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Does Metronidazole Treat UTI? & Best Alternatives.

Does Metronidazole Treat UTI? & Best Alternatives.

Our content is not intended nor recommended as a substitute for medical advice by your doctor. Use for informational purposes only.

The Short Answer:

No, Metronidazole is not recommended for UTI treatment, Unless your doctor recommends it based on a urine culture and sensitivity testing.

Quick Insights:

  • Metronidazole (Flagyl®) is an antibiotic used to treat certain bacterial species but is ineffective for UTIs.
  • Metronidazole is used for the treatment of bacterial vaginosis.
  • Metronidazole is not recommended for recurrent UTIs, as it may increase the risk of recurrent UTIs.
  • Topical metronidazole is not recommended for treating UTI, as it does not reach the urinary system.
  • Alternatives to metronidazole for UTI include Nitrofurantoin, Trimethoprim/sulfamethoxazole, Fosphomycin, Cephalosporins and Fluoroquinolones.

[1] Metronidazole doesn’t treat a UTI.

Metronidazole (Flagyl®) is a famous antibiotic active against a group of bacterial species called (anaerobic bacteria).

It is commonly used in conditions such as:

  • Giardiasis.
  • Amoebiasis.
  • Intraabdominal Infections.
  • Bacterial gastroenteritis.
  • H. pylori infections.
  • Bacterial Vaginosis.

Metronidazole is not effective and is not recommended as a treatment for UTI. Most cases of UTI are caused by E. Coli (up to 90% of the cases), which is resistant to metronidazole.

Metronidazole (both oral and topical) is used for the treatment of a closely related condition called bacterial vaginosis (BV) (reference).

Bacterial vaginosis is when vaginal flora (beneficial bacteria living on the vaginal wall) becomes imbalanced and causes pH changes leading to multiple problems such as infections, discharge, bad odor, etc.

[2] Metronidazole is not suitable for recurrent UTIs.

According to the guidelines for simple recurrent UTIs in women (a common problem), some antibiotics can be taken to prevent such a condition.

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However, Metronidazole wasn’t listed among the recommended antibiotics for recurrent UTIs.

Moreover, Studies show that the unnecessary use of metronidazole is a risk factor for recurrent UTIs (reference).

So, don’t use metronidazole for recurrent UTIs unless prescribed by your doctor.

[3] Can metronidazole Cause UTI?

Metronidazole is an antiotics that fights bacteria. However, it may lead to either:

  • Changes in the normal bladder microbiota (destroying the beneficial bacteria in your urinary tract).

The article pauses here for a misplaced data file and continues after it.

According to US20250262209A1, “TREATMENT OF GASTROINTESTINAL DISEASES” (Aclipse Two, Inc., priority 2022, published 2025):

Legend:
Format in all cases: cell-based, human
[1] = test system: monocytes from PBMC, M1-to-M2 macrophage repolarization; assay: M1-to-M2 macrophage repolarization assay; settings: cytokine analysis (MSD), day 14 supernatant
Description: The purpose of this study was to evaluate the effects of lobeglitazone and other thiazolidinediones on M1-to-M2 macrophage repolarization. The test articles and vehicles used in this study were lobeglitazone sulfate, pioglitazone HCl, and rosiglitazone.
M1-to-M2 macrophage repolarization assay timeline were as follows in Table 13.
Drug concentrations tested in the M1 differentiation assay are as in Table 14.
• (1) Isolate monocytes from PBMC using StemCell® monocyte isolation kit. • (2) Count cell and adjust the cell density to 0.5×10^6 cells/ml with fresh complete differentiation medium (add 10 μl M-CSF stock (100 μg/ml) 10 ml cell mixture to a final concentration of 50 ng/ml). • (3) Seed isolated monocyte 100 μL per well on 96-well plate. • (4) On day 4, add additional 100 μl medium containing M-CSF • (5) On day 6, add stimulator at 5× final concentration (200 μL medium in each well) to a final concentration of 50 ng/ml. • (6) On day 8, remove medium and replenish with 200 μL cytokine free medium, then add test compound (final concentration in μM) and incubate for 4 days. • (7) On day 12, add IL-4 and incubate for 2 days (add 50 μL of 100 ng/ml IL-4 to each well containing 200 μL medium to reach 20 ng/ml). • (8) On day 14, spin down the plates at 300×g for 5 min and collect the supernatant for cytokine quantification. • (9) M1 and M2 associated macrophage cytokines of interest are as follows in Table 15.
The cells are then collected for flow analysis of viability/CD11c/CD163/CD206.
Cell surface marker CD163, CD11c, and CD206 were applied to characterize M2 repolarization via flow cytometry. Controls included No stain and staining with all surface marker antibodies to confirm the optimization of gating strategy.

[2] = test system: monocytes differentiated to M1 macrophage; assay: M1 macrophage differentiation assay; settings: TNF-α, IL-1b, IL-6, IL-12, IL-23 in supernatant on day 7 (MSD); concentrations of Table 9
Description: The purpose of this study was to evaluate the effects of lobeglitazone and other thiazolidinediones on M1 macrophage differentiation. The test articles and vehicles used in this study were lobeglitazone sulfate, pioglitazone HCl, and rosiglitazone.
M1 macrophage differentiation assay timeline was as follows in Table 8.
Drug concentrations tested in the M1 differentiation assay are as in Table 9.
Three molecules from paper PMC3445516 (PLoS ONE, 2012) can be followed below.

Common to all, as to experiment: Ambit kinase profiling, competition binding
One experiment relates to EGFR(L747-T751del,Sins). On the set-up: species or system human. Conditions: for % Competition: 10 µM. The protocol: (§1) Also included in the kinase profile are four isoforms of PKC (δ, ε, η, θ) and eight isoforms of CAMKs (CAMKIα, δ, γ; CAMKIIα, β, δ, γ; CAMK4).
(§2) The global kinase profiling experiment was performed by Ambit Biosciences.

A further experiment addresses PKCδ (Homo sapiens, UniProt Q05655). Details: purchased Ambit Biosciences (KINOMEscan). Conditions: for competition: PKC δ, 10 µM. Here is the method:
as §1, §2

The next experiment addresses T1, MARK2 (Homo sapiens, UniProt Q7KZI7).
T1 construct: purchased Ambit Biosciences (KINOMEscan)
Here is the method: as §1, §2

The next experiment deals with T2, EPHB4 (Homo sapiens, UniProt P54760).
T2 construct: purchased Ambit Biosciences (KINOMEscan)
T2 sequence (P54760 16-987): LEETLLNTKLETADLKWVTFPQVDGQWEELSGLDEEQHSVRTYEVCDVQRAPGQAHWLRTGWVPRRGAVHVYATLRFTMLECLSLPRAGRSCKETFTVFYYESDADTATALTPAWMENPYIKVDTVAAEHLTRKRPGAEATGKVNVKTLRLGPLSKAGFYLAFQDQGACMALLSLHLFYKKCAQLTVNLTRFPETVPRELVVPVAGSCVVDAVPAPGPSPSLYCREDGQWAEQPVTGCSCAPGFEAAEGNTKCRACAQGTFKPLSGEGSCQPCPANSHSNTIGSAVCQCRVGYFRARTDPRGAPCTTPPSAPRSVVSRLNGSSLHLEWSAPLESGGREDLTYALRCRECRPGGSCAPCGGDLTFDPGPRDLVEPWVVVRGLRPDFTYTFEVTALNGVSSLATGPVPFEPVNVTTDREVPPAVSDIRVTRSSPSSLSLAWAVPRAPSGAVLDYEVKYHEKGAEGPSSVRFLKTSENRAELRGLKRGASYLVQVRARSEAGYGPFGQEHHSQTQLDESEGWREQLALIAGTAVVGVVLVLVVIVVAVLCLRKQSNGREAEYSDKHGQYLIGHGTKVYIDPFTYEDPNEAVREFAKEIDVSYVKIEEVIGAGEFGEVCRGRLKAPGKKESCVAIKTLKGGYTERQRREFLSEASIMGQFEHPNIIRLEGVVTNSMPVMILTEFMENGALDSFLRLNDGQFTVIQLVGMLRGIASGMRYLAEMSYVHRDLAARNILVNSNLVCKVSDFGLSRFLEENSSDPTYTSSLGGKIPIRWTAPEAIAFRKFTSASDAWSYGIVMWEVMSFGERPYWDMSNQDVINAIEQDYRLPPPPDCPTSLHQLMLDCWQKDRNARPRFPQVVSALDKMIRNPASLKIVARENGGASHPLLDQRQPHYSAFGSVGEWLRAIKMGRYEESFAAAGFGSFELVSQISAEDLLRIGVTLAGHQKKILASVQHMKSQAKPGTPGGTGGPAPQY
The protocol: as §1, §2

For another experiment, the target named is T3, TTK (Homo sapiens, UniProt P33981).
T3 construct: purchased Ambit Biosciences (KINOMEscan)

• Increase the chances of bacterial resistance (taking a weak antibiotic such as metronidazole may make the bacteria stronger and difficult to treat).

Because of the above effects, Metronidazole may increase the risk of getting UTIs. According to Lexicomp® online drug database, 2% of people taking metronidazole may get UTI.

[4] Topical metronidazole and UTI.

Metronidazole is available in a topical form (a cream or a gel). However, topical metronidazole is not recommended for treating UTI.

Like oral metronidazole, topical forms of metronidazole (such as vaginal gel or suppositories) are not recommended for UTI treatment as it is generally ineffective for this type of infection.

Moreover, topical metronidazole is applied in the vaginal cavity and doesn’t reach the urinary system.

[5] Alternatives to metronidazole for UTI.

The most common antibiotics prescribed for UTIs are:

  • Nitrofurantoin (Macrodantin®, Furadantin®).
  • Trimethoprim/sulfamethoxazole (Bactrim®, Septra®).
  • Fosphomycin (Monurol®).
  • Cephalosporins (Keflex®, Ceftin®, Suprax®).
  • Fluoroquinolones (Cipro®, Levaquin®).

The table below illustrates the doses of the commonly used antibiotics for UTI (reference):

Nitrofurantoin (Macrobid®) 100 mg Tablets twice daily 5 days.
Trimethoprim-Sulfamethaxal (Septra®). 160/800 mg Twice daily 3 days
Fosfomycin (Monurol®) 3 g oral tablets. Single dose
Trimethoprim (for patients with Sulfa allergy) 100 mg oral tablets twice daily 3 days.
  • Evidence-based
  • Written by a doctor.
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MD, Internal Medicine and Nephrology specialist.
Dr. Esraa A. Magid
Dr. Esraa A. MagidAuthor